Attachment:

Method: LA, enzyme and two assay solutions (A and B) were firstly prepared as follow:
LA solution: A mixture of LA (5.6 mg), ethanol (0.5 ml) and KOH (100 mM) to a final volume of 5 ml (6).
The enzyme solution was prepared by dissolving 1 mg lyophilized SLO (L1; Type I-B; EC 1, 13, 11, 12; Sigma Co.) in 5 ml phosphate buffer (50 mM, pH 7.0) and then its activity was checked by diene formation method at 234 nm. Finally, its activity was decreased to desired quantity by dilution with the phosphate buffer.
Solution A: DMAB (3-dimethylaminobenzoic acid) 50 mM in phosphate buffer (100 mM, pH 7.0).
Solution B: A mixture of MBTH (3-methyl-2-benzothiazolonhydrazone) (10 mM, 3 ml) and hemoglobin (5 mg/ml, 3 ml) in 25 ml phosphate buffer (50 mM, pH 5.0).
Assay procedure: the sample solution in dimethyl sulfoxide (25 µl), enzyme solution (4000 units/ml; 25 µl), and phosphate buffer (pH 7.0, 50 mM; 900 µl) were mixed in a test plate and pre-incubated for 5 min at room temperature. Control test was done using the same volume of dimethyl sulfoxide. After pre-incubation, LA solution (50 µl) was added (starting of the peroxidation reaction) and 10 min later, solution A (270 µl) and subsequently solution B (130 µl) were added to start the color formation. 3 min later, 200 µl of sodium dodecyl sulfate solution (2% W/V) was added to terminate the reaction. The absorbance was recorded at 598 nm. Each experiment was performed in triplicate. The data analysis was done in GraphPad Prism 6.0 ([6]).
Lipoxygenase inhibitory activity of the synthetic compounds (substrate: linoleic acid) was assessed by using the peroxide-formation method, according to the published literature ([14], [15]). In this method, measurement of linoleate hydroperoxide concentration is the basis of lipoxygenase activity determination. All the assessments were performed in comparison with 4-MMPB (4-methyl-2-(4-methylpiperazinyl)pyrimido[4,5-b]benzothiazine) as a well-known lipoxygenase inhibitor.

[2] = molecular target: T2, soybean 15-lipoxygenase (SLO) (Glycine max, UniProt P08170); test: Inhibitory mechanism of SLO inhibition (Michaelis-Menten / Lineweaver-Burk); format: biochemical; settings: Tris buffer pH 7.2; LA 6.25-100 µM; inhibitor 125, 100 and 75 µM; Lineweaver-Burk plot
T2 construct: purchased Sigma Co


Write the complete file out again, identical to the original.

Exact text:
Method: LA, enzyme and two assay solutions (A and B) were firstly prepared as follow:
LA solution: A mixture of LA (5.6 mg), ethanol (0.5 ml) and KOH (100 mM) to a final volume of 5 ml (6).
The enzyme solution was prepared by dissolving 1 mg lyophilized SLO (L1; Type I-B; EC 1, 13, 11, 12; Sigma Co.) in 5 ml phosphate buffer (50 mM, pH 7.0) and then its activity was checked by diene formation method at 234 nm. Finally, its activity was decreased to desired quantity by dilution with the phosphate buffer.
Solution A: DMAB (3-dimethylaminobenzoic acid) 50 mM in phosphate buffer (100 mM, pH 7.0).
Solution B: A mixture of MBTH (3-methyl-2-benzothiazolonhydrazone) (10 mM, 3 ml) and hemoglobin (5 mg/ml, 3 ml) in 25 ml phosphate buffer (50 mM, pH 5.0).
Assay procedure: the sample solution in dimethyl sulfoxide (25 µl), enzyme solution (4000 units/ml; 25 µl), and phosphate buffer (pH 7.0, 50 mM; 900 µl) were mixed in a test plate and pre-incubated for 5 min at room temperature. Control test was done using the same volume of dimethyl sulfoxide. After pre-incubation, LA solution (50 µl) was added (starting of the peroxidation reaction) and 10 min later, solution A (270 µl) and subsequently solution B (130 µl) were added to start the color formation. 3 min later, 200 µl of sodium dodecyl sulfate solution (2% W/V) was added to terminate the reaction. The absorbance was recorded at 598 nm. Each experiment was performed in triplicate. The data analysis was done in GraphPad Prism 6.0 ([6]).
Lipoxygenase inhibitory activity of the synthetic compounds (substrate: linoleic acid) was assessed by using the peroxide-formation method, according to the published literature ([14], [15]). In this method, measurement of linoleate hydroperoxide concentration is the basis of lipoxygenase activity determination. All the assessments were performed in comparison with 4-MMPB (4-methyl-2-(4-methylpiperazinyl)pyrimido[4,5-b]benzothiazine) as a well-known lipoxygenase inhibitor.

[2] = molecular target: T2, soybean 15-lipoxygenase (SLO) (Glycine max, UniProt P08170); test: Inhibitory mechanism of SLO inhibition (Michaelis-Menten / Lineweaver-Burk); format: biochemical; settings: Tris buffer pH 7.2; LA 6.25-100 µM; inhibitor 125, 100 and 75 µM; Lineweaver-Burk plot
T2 construct: purchased Sigma Co